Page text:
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Multicellular organisms evolved sophisticated defence systems to confer protection against pathogens. An important characteristic of these immune systems is their ability to act both locally at the site of infection and at distal uninfected locations. In insects, such as Drosophila melanogaster, RNA interference (RNAi) mediates antiviral immunity. However,(More)
How persistent viral infections are established and maintained is widely debated and remains poorly understood. We found here that the persistence of RNA viruses in Drosophila melanogaster was achieved through the combined action of cellular reverse-transcriptase activity and the RNA-mediated interference (RNAi) pathway. Fragments of diverse RNA viruses(More)
Mosquitoes develop long-lasting viral infections without substantial deleterious effects, despite high viral loads. This makes mosquitoes efficient vectors for emerging viral diseases with enormous burden on public health. How mosquitoes resist and/or tolerate these viruses is poorly understood. Here we show that two species of Aedes mosquitoes infected(More)
Persistent infection is a situation of metastability in which the pathogen and the host coexist. A common outcome for viral infections, persistence is a widespread phenomenon through all kingdoms. With a clear benefit for the virus and/or the host at the population level, persistent infections act as modulators of the ecosystem. The origin of persistence(More)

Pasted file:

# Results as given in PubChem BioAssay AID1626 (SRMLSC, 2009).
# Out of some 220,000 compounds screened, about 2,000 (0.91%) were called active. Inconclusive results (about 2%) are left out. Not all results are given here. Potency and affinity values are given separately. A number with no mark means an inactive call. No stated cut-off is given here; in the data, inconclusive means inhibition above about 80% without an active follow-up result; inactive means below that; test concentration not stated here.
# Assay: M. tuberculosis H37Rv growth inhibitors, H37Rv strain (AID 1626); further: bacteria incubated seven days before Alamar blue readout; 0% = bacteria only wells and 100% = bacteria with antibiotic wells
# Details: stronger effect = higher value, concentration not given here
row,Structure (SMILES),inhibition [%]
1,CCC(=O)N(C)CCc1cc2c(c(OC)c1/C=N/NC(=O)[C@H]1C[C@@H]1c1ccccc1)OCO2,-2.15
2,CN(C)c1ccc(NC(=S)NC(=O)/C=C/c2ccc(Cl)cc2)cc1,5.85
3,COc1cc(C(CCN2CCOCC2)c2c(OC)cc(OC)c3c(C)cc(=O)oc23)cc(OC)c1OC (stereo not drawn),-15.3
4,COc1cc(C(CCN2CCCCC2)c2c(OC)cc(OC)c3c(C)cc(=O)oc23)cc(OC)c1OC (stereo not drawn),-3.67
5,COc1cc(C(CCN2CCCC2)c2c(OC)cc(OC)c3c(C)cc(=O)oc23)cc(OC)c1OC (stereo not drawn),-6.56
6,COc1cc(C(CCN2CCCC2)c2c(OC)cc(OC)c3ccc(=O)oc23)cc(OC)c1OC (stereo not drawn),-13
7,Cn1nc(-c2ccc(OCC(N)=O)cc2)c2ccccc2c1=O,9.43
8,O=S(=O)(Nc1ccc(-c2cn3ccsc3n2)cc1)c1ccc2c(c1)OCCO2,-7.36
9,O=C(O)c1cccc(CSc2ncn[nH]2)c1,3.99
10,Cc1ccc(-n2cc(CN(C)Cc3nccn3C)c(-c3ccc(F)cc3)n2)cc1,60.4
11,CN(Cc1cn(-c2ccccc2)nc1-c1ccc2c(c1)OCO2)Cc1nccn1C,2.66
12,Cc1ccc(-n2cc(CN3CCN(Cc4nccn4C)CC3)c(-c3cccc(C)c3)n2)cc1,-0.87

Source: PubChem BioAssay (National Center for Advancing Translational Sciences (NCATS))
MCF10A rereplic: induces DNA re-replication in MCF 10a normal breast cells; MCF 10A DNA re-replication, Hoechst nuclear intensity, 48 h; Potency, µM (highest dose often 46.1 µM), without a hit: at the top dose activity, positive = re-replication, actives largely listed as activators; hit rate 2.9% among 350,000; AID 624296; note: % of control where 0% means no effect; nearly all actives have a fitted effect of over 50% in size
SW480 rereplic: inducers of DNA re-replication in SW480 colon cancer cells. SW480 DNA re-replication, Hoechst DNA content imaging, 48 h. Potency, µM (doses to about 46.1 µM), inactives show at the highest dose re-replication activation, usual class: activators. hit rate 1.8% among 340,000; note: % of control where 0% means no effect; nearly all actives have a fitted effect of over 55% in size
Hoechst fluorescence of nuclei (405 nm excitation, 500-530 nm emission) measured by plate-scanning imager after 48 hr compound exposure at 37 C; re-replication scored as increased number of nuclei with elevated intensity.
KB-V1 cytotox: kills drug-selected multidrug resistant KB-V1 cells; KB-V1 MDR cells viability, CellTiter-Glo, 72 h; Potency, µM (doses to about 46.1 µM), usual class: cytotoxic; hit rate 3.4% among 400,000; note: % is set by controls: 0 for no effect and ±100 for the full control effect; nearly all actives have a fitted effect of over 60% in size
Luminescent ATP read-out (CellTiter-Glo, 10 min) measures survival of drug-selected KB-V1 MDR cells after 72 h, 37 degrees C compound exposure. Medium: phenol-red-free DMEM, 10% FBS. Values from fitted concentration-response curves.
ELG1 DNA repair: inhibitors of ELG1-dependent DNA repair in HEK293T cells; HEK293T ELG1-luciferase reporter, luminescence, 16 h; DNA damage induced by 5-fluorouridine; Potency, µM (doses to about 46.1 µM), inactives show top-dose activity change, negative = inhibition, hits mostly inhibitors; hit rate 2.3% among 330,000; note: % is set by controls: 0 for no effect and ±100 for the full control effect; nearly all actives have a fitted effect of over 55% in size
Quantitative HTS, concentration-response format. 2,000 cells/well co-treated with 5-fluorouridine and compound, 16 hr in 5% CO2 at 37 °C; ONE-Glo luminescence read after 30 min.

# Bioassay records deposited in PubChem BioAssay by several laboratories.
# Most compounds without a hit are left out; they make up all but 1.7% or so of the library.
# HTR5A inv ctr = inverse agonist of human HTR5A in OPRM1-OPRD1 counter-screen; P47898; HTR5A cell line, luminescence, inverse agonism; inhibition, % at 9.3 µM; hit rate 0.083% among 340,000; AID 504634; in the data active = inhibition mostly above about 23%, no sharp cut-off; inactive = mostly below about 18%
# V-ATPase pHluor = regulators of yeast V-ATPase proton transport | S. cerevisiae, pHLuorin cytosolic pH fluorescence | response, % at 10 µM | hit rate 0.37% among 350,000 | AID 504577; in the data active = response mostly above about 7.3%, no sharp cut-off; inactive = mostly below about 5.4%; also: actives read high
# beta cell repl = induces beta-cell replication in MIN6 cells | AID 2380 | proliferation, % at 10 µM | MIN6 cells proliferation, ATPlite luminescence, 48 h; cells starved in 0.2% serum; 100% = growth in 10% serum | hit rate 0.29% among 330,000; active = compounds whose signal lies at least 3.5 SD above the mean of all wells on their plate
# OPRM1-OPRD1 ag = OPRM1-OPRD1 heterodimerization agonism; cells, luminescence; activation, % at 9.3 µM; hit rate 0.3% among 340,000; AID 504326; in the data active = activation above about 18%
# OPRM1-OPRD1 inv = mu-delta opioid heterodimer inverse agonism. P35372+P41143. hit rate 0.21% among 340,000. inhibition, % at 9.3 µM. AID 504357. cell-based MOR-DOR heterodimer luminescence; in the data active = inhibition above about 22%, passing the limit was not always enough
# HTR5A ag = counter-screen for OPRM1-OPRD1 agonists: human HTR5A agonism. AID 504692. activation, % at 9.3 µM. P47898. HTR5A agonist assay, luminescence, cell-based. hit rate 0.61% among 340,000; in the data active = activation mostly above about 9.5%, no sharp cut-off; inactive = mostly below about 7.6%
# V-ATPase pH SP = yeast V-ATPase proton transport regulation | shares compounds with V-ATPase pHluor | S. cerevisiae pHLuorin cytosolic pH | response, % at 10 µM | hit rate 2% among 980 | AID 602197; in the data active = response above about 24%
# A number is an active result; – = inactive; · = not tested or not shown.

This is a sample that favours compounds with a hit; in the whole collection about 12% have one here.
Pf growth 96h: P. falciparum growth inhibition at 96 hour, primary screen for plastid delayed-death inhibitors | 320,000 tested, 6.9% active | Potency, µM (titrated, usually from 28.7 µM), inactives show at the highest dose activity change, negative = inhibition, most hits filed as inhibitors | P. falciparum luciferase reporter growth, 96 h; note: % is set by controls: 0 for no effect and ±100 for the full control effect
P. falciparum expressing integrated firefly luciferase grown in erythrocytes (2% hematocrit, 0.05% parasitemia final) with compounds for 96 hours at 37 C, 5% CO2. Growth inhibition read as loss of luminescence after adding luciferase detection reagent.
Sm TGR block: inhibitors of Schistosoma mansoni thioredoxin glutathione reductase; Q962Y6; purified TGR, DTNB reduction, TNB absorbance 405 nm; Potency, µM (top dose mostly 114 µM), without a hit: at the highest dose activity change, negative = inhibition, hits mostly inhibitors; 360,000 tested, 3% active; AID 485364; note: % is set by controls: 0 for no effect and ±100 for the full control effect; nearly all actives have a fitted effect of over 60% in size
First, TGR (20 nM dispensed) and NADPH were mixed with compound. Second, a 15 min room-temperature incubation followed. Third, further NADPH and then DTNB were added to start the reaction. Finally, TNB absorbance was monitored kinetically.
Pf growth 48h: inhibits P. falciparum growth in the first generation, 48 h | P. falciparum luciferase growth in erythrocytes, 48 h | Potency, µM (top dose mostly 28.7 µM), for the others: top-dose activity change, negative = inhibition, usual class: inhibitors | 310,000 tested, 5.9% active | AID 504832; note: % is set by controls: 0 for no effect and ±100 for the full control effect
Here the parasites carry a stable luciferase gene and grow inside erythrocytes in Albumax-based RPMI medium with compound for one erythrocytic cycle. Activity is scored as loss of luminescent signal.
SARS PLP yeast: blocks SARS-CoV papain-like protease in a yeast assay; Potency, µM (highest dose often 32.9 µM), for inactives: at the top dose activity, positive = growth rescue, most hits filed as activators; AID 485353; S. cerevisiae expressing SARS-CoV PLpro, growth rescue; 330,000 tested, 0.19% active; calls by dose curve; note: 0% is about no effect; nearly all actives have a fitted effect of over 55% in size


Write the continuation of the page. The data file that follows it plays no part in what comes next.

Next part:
RNA interference (RNAi) is the essential component of antiviral immunity in invertebrates and plants. One of the landmarks of the antiviral RNAi response is the production of virus-derived small interfering RNA (vsiRNA) from viral double-stranded RNA (dsRNA). vsiRNAs constitute a fragmented image of the viral genome sequence that results from Dicer(More)
Figure S1: Sindbis-GFP infection of Drosophila melanogaster. (a) Genome organization of Sindbis-GFP recombinant virus. dsRNA used against two different regions of the nonstructural proteins (dsSin1 and dsSin2) are indicated. (b) Intensities of GFP fluorescence per group of injected flies. Flies in each group were CO2anesthetized and imaged. Images were(More)
RNA interference (RNAi) controls gene expression in eukaryotic cells and thus, cellular homeostasis. In addition, in plants, nematodes and arthropods it is a central antiviral effector mechanism. Antiviral RNAi has been well described as a cell autonomous response, which is triggered by double-stranded RNA (dsRNA) molecules. This dsRNA is the precursor for(More)
Tunnelling nanotubes and cytonemes function as highways for the transport of organelles, cytosolic and membrane-bound molecules, and pathogens between cells. During viral infection in the model organism Drosophila melanogaster, a systemic RNAi antiviral response is established presumably through the transport of a silencing signal from one cell to another(More)
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